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Cost-effectiveness analysis of fluticasone versus montelukast in children with mild-to-moderate persistent asthma in the Pediatric Asthma Controller Trial.

Author(s): Wang L, Hollenbeak CS, Mauger DT, Zeiger RS, Paul IM, Sorkness CA, Lemanske RF Jr, Martinez FD, Strunk RC, Szefler SJ, Taussig LM

Affiliation(s): Department of Public Health Sciences, Pennsylvania State University College of Medicine, Hershey, PA 17033, USA. lwang@psu.edu

Publication date & source: 2011-01, J Allergy Clin Immunol., 127(1):161-6, 166.e1.

Publication type: Multicenter Study; Randomized Controlled Trial; Research Support, N.I.H., Extramural

BACKGROUND: Cost-effectiveness analyses of asthma controller regimens for adults exist, but similar evaluations exclusively for children are few. OBJECTIVE: We sought to compare the cost-effectiveness of 2 commonly used asthma controllers, fluticasone and montelukast, with data from the Pediatric Asthma Controller Trial. METHODS: We compared the cost-effectiveness of low-dose fluticasone with that of montelukast in a randomized, controlled, multicenter clinical trial in children with mild-to-moderate persistent asthma. Analyses were also conducted on subgroups based on phenotypic factors. Effectiveness measures included (1) the number of asthma-control days, (2) the percentage of participants with an increase over baseline of FEV(1) of 12% or greater, and (3) the number of exacerbations avoided. Costs were analyzed from both a US health care payer's perspective and a societal perspective. RESULTS: For all cost-effectiveness measures studied, fluticasone cost less and was more effective than montelukast. For example, fluticasone treatment cost $430 less in mean direct cost (P < .01) and resulted in 40 more asthma-control days (P < .01) during the 48-week study period. Considering sampling uncertainty, fluticasone cost less and was more effective at least 95% of the time. For the high exhaled nitric oxide (eNO) phenotypic subgroup (eNO >/=25 ppb) and more responsive PC(20) subgroup (PC(20) <2 mg/mL), fluticasone was cost-effective compared with montelukast for all cost-effectiveness measures, whereas not all the effectiveness measures were statistically different for the other 2 phenotypic subgroups. CONCLUSION: For children with mild-to-moderate persistent asthma, low-dose fluticasone had lower cost and higher effectiveness compared with montelukast, especially in those with more airway inflammation, as indicated by increased levels of eNO and more responsivity to methacholine. Copyright A(c) 2010 American Academy of Allergy, Asthma & Immunology. Published by Mosby, Inc. All rights reserved.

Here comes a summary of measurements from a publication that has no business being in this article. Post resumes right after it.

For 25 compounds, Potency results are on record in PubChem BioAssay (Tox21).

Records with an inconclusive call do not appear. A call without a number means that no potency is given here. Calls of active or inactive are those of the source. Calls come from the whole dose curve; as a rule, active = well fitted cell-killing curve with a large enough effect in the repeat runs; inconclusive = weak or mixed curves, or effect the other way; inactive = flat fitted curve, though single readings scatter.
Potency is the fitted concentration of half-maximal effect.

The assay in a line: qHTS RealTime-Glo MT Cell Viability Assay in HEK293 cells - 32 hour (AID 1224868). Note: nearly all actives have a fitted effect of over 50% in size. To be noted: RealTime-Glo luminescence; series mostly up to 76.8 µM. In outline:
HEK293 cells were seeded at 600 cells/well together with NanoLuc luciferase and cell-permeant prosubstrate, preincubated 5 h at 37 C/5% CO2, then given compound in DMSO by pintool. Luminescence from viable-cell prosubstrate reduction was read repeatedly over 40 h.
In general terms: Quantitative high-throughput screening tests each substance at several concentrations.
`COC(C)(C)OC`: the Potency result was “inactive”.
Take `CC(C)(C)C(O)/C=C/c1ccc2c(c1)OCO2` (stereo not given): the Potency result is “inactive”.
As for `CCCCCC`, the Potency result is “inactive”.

Page last updated: 2011-12-09

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